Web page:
2605947769Shortly before being named national security adviser in 2000, Condoleezza Rice admitted in a newspaper profile that she had “stopped reading for pleasure” early in life. Hers was a driven childhood, in which her parents and teachers pushed her to excel, and she was pushed into so many book clubs that she “never developed the fine art of recreational reading.”

Of course, she still read — extensively and productively, en route to an impressive academic and government career — but it was always work for her.

I remember hearing this fact at the time and thinking that it was nothing less than tragic. I immediately thought of how much pleasure reading had brought me through the years: intellectual discovery, knowledge of the world and, most importantly, an awareness of what it means to be human. Even though I identified with her sense of being overwhelmed by so much to read — and I worried a bit about the amount of reading I assign for my courses — I could not imagine life without the joy of reading.

I’m especially aware of my love of reading this week, as we begin spring break. These days, I often dedicate myself to what I call “reading for renewal.” I let go of some of the work reading, and I let my mind be drawn to whatever attracts my fancy. I cherish the chance to page through recent issues of The New Yorker and The Economist and The Atlantic, lingering over the immersive accounts of what has now come to be called “long-form journalism.” The stories take me around the globe, introduce me to fascinating people and often leave me with new perspectives to ponder.

As I travel on planes or buses during break, I particularly love to read novels. They allow me to explore other worlds and inhabit the minds and experiences of people wildly different from myself. In recent months, I have lived in David Egger’s privacy-invading Silicon Valley in “The Circle,” contemplated moments of soaring triumph and aching depth in Colum McCann’s “Let the Great World Spin” and entered into the lives of what seemed like a thousand characters in the “Game of Thrones” series. Each has become for me a new landscape, sometimes frightening, other times inviting and inspiring, but always mind-expanding.

We now know that reading changes us. Studies conducted last year at the New School of Social Research showed that reading literary fiction increases our ability to detect and understand the emotions of others. It enhances our empathy, making us more effective at navigating social relationships. This effect is most pronounced for fiction that requires us to “fill in the gaps” as we imagine the motives and meanings behind the words on the pages. As characters come to life for us, we carry them with us beyond the page, pondering their decisions and imagining how we might have acted in their place.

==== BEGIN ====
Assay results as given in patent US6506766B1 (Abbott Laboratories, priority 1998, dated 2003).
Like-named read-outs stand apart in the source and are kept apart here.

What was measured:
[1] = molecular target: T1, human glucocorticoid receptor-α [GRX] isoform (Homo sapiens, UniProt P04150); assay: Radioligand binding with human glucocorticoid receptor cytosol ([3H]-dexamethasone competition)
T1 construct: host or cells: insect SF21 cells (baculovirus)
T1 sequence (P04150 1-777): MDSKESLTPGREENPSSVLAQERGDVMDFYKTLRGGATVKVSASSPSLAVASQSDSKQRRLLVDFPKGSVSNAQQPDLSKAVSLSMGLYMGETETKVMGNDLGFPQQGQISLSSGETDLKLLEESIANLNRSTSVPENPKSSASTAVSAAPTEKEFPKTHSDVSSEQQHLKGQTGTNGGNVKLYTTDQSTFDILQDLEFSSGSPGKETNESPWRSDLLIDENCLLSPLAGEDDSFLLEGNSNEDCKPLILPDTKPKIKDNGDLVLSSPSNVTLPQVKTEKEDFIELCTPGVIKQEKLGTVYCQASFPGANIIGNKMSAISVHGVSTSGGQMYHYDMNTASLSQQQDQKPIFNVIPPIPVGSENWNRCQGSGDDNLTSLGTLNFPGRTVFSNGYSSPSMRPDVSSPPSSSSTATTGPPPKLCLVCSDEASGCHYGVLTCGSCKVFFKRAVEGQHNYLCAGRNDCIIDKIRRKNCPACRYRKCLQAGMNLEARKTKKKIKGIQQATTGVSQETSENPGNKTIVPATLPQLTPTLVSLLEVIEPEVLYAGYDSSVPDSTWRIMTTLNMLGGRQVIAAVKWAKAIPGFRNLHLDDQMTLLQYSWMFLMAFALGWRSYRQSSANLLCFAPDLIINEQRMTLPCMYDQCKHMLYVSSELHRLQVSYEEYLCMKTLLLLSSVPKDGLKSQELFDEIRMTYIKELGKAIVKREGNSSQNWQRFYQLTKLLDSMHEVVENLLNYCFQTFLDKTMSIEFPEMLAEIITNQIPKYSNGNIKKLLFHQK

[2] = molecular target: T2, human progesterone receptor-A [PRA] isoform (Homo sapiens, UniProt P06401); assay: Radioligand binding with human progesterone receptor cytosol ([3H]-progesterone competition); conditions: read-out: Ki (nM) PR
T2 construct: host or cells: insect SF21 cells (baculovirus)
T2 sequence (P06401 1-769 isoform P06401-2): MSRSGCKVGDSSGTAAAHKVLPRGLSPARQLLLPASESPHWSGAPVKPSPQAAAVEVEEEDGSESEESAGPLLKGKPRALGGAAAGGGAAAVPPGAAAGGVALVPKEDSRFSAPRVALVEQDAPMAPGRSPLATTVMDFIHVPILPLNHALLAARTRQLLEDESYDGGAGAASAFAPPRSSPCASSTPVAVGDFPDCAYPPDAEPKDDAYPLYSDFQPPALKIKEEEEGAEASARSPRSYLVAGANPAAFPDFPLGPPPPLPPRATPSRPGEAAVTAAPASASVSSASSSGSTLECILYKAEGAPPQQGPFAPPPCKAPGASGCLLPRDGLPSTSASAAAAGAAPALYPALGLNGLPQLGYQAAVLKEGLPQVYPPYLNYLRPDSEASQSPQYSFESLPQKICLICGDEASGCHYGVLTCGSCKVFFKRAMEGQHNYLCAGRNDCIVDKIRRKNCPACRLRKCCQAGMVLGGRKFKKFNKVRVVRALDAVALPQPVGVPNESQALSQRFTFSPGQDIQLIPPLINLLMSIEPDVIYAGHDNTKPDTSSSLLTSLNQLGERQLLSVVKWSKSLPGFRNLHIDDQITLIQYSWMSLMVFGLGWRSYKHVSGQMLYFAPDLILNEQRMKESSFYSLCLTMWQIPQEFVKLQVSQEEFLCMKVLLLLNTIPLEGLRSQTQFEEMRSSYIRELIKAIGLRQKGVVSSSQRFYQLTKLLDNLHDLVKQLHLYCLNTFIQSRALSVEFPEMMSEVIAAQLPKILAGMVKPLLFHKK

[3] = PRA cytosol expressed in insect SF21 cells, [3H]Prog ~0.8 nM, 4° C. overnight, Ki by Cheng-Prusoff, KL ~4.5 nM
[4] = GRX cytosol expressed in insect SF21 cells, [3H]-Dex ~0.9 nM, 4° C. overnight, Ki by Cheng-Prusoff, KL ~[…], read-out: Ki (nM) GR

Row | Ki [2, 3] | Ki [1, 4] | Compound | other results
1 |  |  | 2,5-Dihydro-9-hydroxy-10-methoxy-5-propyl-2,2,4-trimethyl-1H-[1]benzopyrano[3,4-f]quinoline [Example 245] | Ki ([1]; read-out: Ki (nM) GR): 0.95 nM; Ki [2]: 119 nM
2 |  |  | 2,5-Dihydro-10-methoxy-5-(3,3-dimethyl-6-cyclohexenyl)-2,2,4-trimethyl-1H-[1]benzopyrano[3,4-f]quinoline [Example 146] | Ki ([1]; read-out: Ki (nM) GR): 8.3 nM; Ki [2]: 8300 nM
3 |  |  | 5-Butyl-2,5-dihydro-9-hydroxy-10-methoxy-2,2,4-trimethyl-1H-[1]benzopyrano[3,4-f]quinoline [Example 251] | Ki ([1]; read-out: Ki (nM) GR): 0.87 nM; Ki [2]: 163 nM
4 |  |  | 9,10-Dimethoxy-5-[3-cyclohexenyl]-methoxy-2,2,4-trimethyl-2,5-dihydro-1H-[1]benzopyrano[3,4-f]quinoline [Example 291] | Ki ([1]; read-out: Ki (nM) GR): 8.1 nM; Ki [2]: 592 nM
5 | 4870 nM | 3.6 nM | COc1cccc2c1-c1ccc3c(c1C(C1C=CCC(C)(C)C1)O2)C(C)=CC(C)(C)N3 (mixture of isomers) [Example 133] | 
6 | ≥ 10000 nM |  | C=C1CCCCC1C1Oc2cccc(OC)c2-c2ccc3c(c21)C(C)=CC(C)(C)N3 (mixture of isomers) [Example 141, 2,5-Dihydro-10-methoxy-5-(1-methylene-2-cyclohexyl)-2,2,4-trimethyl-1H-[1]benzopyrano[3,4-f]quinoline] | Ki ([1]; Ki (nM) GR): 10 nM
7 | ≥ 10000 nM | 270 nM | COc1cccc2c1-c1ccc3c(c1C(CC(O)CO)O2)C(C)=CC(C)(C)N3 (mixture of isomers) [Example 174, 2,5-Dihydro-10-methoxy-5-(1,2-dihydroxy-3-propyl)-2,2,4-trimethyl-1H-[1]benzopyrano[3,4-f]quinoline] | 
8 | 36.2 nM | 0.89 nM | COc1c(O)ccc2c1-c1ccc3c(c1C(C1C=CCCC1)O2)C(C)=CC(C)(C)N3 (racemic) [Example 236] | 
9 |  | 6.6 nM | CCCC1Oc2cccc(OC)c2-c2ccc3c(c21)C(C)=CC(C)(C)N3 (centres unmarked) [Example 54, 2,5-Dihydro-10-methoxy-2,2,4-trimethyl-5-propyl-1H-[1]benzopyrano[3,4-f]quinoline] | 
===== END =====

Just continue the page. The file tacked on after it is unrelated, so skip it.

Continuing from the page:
The Jesuit mindset has a natural affinity for this kind of immersive reading. As a young man, St. Ignatius Loyola loved to read the stories of courtly love that were popular in his day. He would let his imagination run wild as he reflected on each knight’s virtues and every heroic event. When he was later injured in battle, he would read the “Life of Christ” in the same way, imagining each of the scenes as vividly as a motion picture. In this way, he began dreaming of doing great things in service of God and the poor.

The first Jesuits were considered radical because they incorporated into their schools humanist writing, especially drama, poetry, oratory and history. They recognized that richly depicted stories capture our hearts and imaginations in ways that discursive texts rarely do, inspiring us to contemplate what kinds of people we want to be, what values we want to embrace and what kinds of work and service we feel called to perform.

As you embark on spring break, I invite you to be as radical as those first Jesuits and make reading for renewal part of your journey. Pick up a novel or nonfiction book or article you have wanted read. Put away the smartphone and let yourself be transported to worlds far beyond the Hilltop. This is not escapism from your academic work, but the fulfillment of your Jesuit education at Georgetown, which is just as much about the heart — and imagination and empathy — as it is about the mind.

Fr. Matthew Carnes, S.J., is an assistant professor in the government department. He is one of the alternating writers for AS THIS JESUIT SEES IT … which appears every other Friday.

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